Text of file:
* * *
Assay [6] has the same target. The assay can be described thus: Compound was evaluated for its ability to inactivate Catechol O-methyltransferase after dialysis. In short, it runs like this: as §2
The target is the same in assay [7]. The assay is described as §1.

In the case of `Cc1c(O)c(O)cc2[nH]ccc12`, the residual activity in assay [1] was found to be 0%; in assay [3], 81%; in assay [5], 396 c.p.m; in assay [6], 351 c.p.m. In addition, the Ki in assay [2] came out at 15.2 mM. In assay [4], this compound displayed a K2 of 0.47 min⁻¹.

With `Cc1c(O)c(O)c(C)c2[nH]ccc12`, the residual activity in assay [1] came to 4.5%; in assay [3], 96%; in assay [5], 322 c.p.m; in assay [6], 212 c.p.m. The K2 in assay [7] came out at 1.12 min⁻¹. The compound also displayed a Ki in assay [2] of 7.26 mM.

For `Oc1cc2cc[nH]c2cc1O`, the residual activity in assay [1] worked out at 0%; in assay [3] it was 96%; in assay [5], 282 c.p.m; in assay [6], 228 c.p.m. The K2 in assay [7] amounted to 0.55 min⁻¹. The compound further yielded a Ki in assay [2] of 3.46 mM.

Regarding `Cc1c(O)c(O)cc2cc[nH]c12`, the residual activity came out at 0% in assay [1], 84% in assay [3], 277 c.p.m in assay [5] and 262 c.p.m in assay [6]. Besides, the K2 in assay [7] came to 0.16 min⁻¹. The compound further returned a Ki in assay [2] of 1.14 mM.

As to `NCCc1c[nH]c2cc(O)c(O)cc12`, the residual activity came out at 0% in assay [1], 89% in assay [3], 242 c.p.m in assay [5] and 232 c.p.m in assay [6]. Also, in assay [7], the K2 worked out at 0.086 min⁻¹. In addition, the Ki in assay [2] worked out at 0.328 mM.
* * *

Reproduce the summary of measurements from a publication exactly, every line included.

Assay [6] has the same target. The assay can be described thus: Compound was evaluated for its ability to inactivate Catechol O-methyltransferase after dialysis. In short, it runs like this: as §2
The target is the same in assay [7]. The assay is described as §1.

In the case of `Cc1c(O)c(O)cc2[nH]ccc12`, the residual activity in assay [1] was found to be 0%; in assay [3], 81%; in assay [5], 396 c.p.m; in assay [6], 351 c.p.m. In addition, the Ki in assay [2] came out at 15.2 mM. In assay [4], this compound displayed a K2 of 0.47 min⁻¹.

With `Cc1c(O)c(O)c(C)c2[nH]ccc12`, the residual activity in assay [1] came to 4.5%; in assay [3], 96%; in assay [5], 322 c.p.m; in assay [6], 212 c.p.m. The K2 in assay [7] came out at 1.12 min⁻¹. The compound also displayed a Ki in assay [2] of 7.26 mM.

For `Oc1cc2cc[nH]c2cc1O`, the residual activity in assay [1] worked out at 0%; in assay [3] it was 96%; in assay [5], 282 c.p.m; in assay [6], 228 c.p.m. The K2 in assay [7] amounted to 0.55 min⁻¹. The compound further yielded a Ki in assay [2] of 3.46 mM.

Regarding `Cc1c(O)c(O)cc2cc[nH]c12`, the residual activity came out at 0% in assay [1], 84% in assay [3], 277 c.p.m in assay [5] and 262 c.p.m in assay [6]. Besides, the K2 in assay [7] came to 0.16 min⁻¹. The compound further returned a Ki in assay [2] of 1.14 mM.

As to `NCCc1c[nH]c2cc(O)c(O)cc12`, the residual activity came out at 0% in assay [1], 89% in assay [3], 242 c.p.m in assay [5] and 232 c.p.m in assay [6]. Also, in assay [7], the K2 worked out at 0.086 min⁻¹. In addition, the Ki in assay [2] worked out at 0.328 mM.